Straw hut in the Brazilian jungle
Image: New York Post
The huts like the one pictured above were abodes of the tribe that was "uncontacted", or, in other words, existed autonomously, outside of the global network of connections, communications, concepts, agreements, etc. It existed this way for a long time. Until it encountered the modern world - mostly, through some of the least moral of its representatives, like the criminal gangs and corrupt officials connected to the exploration, or, should I say, colonisation of the Brazilian jungle. Many members of his tribe were murdered by these representatives of our modern world. His civilization had lost - its time was up, it was too far behind technologically to compete and just had to yield.
Of course, politically correct ideologues of the West would not find time to express much outrage over this episode of colonial expansion. After all, this is happening in the backwaters of Brazil, and there are likely precious few White people to blame for this. And, even though brutal conquest of this kind is far more often perpetrated by non-Europeans, you are not likely to hear much about that - whether it is pygmies in the South Africa being violently displaced by other Black tribes, or whether it is indigenous people of the Amazon being violently displaced by Brazilian ranchers and gangs affiliated with them.
So after the violence of the 1970's through the 1990's during which most of the tribe in question vanished some semblance of peace was imposed by a Brazilian federal agency overseeing the affairs of the indigenous people. That allowed the last remaining member of the tribe to survive until recently. He was known as the "Man of the hole" because he liked to not only stay in huts but also dig holes for protection from the elements. He held out for decades. Personally, I am very impressed by the will power of that individual - few people can survive this long in solitude. And that was voluntary solitude - he had an option to join the "larger society" but chose not to. And recently he was found dead. It is believed he died peacefully, of natural causes - unlike so many of his compatriots.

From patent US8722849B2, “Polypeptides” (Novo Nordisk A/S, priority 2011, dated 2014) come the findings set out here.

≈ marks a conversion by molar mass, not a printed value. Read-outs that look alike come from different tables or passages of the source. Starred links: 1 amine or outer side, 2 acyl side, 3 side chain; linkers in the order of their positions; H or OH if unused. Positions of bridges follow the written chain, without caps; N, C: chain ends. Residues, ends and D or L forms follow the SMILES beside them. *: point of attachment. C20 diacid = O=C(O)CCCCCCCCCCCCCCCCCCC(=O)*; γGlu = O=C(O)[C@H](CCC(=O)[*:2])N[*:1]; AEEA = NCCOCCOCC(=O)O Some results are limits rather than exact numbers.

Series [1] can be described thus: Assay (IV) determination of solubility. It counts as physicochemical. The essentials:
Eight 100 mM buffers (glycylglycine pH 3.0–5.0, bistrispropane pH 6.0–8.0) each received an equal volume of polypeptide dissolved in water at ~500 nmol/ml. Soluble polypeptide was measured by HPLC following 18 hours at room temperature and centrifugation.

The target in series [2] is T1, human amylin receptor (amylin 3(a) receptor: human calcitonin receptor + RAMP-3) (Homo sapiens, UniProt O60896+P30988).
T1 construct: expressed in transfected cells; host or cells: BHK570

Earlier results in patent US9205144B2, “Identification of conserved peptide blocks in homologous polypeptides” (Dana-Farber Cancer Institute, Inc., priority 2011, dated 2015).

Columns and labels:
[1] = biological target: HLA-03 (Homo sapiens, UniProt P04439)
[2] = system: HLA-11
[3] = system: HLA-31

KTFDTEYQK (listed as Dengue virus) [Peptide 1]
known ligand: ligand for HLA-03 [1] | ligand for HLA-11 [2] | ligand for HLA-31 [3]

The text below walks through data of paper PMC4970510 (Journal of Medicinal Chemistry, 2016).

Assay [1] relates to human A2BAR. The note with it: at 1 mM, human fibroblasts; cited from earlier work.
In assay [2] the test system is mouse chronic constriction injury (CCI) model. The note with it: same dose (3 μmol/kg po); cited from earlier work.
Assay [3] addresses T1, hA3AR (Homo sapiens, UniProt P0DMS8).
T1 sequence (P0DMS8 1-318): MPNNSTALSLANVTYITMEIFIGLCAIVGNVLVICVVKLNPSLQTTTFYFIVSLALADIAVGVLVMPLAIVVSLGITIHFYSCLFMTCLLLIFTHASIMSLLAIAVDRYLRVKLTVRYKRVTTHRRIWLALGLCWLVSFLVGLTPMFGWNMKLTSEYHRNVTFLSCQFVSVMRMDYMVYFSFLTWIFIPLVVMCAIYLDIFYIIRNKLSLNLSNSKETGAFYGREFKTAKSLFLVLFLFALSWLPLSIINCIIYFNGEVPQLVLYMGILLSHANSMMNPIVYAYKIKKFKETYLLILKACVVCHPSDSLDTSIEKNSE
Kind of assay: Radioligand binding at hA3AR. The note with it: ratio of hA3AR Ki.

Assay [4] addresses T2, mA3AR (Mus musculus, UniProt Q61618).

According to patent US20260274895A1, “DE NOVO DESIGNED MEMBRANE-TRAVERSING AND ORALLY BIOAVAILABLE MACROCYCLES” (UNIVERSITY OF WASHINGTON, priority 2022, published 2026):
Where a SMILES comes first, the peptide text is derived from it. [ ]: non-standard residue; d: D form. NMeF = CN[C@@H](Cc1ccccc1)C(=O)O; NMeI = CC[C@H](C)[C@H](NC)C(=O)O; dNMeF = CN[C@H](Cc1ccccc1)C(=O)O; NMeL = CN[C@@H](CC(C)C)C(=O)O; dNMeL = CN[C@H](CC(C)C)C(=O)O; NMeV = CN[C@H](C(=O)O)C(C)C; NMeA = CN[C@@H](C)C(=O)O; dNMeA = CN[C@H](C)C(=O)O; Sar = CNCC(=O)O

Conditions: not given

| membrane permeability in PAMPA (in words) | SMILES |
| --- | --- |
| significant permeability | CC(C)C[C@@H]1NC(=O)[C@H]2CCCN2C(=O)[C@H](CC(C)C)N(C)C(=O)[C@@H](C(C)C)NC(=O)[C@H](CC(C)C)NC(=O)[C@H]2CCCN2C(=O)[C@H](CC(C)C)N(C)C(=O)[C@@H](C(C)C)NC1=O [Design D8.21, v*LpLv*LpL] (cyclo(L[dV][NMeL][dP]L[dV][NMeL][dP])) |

What was his motivation? We may never know. Was it fear? Was i disgust and rejection of the other, the xenophobia so common amongst tribal societies? It could be. It could also be high confidence in his own abilities and knowledge that the "larger society" had on many occasions come to his people with nothing much to offer save for wholesale murder.
Throughout my life tribes like his were a fact of life. But we are passing another milestone, thanks to the global reach of technology - we will soon have no one not connected to the global human and technological grid. And before we celebrate how advanced we are, and how knowledgeable we are - we may want to consider the fact that in terms of our genetics and innate intelligence we are likely only as advanced, or perhaps as backwards, as "Man of the hole" was. And we now face a real danger that we no longer have separation of information networks, we no longer have separate societies with their own myths - and thus myths as absurd as those of primitive societies can now be implanted globally, with potentially devastating consequences.
So rest in peace, Man of the hole. You were a true patriot of your society. It is too bad we never really got to meet you.
‘Man of the Hole’: Last known member of uncontacted Amazon tribe dies
Snejana Farberov, New York Post, 29 August 2022